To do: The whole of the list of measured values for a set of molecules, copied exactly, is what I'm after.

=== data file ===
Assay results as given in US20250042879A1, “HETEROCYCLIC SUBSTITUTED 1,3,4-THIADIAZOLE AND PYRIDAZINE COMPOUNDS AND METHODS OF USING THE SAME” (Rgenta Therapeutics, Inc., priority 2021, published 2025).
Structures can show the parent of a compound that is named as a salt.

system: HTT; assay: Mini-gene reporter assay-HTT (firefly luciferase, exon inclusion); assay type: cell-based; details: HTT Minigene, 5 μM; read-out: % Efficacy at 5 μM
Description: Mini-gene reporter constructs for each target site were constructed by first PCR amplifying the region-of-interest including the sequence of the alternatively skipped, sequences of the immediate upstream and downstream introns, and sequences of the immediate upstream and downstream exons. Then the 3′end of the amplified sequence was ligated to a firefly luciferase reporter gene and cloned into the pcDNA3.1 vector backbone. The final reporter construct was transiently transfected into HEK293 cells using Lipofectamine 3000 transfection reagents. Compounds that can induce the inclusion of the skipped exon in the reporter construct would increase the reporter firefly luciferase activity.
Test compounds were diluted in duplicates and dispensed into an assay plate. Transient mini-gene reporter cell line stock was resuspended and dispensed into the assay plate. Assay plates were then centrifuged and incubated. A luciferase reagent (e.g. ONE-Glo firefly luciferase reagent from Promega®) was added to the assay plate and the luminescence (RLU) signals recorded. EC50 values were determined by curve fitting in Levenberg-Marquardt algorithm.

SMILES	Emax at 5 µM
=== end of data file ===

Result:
Assay results as given in US20250042879A1, “HETEROCYCLIC SUBSTITUTED 1,3,4-THIADIAZOLE AND PYRIDAZINE COMPOUNDS AND METHODS OF USING THE SAME” (Rgenta Therapeutics, Inc., priority 2021, published 2025).
Structures can show the parent of a compound that is named as a salt.

system: HTT; assay: Mini-gene reporter assay-HTT (firefly luciferase, exon inclusion); assay type: cell-based; details: HTT Minigene, 5 μM; read-out: % Efficacy at 5 μM
Description: Mini-gene reporter constructs for each target site were constructed by first PCR amplifying the region-of-interest including the sequence of the alternatively skipped, sequences of the immediate upstream and downstream introns, and sequences of the immediate upstream and downstream exons. Then the 3′end of the amplified sequence was ligated to a firefly luciferase reporter gene and cloned into the pcDNA3.1 vector backbone. The final reporter construct was transiently transfected into HEK293 cells using Lipofectamine 3000 transfection reagents. Compounds that can induce the inclusion of the skipped exon in the reporter construct would increase the reporter firefly luciferase activity.
Test compounds were diluted in duplicates and dispensed into an assay plate. Transient mini-gene reporter cell line stock was resuspended and dispensed into the assay plate. Assay plates were then centrifuged and incubated. A luciferase reagent (e.g. ONE-Glo firefly luciferase reagent from Promega®) was added to the assay plate and the luminescence (RLU) signals recorded. EC50 values were determined by curve fitting in Levenberg-Marquardt algorithm.

SMILES	Emax at 5 µM